Barolo -Conterno 1998- what a gem

Hjem » Barolo -Conterno 1998- what a gem

To have the privilege of tasting age worthy Brunellos and Barolos from the 60s, 70s, 80s and 90s has for some decades already been a very great privilege. Today, we’re at the upper site of the late twenties. Millenium twenties, that is. And yesterday evening I just had the honour of tasting a trio of great Italian wines.
The first two, absolutely splendid ones. But what I’m in to write about tonight are the last 3 glasses of wines in that 1998 bottle of Barolo from legendary Giacomo Conterno in Serralunga d’Alba, Piedmont, that we ended up with at home. Yesterday, guys -it was fabulous. But tonight, maybe it was even better. It was opened at 5 pm some 27-28 hours ago, just waiting to be thoroughly and merciless  -but caringly- assessed once again approximately 2 hours after dinner tonight, on a random quiet Sunday evening. This is what I got;
A clear garnet-ruby, light coloured red with a clean, not to noisy, nose although insistently  talking about tobacco, coffee, cherries and… good old freshness. The wine is of course dry and acidity is not what it most expectedly used to be, but still perfectly present. Tannins are high!, so much on their toes, even after all of these years – like a young handsome man grown old meeting his high school sweetheart again. Alcohol and flavour intensity medium – but what a mediumness; coffee, coffee, coffe – and more coffee, so bitter chocolate it feels like chewing it, leather, tar, liquorice and embracing minerality (earthiness) – all tertiary flavours and right there among them, there she is, the mature but still so impressive beautiful cherry-lady looking for her tannin-guy confident she’ll find him, with a slight, slight crispness and great freshness. Yes, it’s a developed wine and should be drunk now, but my best experienced guess is -despite the less fortunate vintage of 1998- that this one will still do for another half a decade or two or three in the bottle……………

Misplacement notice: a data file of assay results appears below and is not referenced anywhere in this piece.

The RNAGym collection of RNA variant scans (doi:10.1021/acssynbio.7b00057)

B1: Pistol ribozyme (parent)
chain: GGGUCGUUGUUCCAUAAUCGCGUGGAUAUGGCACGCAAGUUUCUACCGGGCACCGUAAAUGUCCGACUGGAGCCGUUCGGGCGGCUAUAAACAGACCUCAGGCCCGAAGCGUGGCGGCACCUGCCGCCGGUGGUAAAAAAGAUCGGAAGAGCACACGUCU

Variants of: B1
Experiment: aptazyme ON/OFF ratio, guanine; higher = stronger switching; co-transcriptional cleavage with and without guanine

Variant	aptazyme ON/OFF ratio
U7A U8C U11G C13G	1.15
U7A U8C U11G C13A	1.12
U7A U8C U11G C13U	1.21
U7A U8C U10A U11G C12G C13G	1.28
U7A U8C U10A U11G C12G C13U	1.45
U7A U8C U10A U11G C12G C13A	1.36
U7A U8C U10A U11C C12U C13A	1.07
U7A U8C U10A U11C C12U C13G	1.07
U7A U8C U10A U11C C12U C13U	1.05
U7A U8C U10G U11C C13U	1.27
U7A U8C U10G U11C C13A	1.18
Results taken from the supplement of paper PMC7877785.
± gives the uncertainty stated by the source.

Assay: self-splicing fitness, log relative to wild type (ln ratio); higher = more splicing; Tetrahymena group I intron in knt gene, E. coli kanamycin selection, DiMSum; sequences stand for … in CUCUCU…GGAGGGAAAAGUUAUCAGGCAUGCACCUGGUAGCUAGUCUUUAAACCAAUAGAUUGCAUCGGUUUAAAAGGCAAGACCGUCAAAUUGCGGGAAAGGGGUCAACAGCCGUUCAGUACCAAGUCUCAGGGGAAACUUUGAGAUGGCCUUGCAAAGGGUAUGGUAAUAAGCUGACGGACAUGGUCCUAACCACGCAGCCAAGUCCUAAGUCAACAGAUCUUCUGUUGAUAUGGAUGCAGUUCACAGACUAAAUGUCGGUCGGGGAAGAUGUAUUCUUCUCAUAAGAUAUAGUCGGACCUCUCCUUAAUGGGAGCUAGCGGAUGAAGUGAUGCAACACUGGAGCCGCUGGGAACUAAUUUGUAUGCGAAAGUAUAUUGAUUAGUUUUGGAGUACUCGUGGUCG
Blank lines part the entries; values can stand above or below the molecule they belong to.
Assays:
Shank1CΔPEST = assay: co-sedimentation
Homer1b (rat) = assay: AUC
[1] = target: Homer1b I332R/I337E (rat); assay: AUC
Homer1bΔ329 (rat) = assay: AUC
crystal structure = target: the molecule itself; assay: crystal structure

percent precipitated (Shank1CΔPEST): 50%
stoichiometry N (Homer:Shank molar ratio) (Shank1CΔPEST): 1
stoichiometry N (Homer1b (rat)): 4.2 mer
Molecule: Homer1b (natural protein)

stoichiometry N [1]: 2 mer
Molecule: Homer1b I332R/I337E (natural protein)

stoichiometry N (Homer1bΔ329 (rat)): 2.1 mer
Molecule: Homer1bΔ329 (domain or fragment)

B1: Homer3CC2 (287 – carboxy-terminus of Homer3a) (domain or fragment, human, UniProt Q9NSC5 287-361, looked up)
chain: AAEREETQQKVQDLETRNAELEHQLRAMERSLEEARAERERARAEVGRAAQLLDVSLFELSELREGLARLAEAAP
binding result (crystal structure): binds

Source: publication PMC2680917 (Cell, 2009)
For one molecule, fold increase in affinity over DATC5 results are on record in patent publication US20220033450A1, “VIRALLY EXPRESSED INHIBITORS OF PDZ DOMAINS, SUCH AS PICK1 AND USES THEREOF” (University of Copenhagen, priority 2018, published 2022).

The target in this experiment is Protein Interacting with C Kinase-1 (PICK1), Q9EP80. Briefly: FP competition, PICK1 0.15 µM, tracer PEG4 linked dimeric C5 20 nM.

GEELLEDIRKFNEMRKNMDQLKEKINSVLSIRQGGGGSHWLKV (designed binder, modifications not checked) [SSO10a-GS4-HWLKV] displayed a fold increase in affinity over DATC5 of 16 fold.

Wine lovers, a wine like this is hard to find. Hard to afford. And might be hard to understand. You should want to taste thousands of wines before you get here, before you ‘get’ a wine like this. And recognise the fantasticness you’re blessed with when you have it – be it presented to you with you knowing it’s origin or be it presented to you blindly. I aim I’ll be able to recognise this greatness when someone’ll serve me a glass of pearl drops like the ones in this league, without my prior knowledge.
Do remember to seek authenticity in the wines you taste, in the wines you enjoy and the wines you drink -no matter where they come from in the world.

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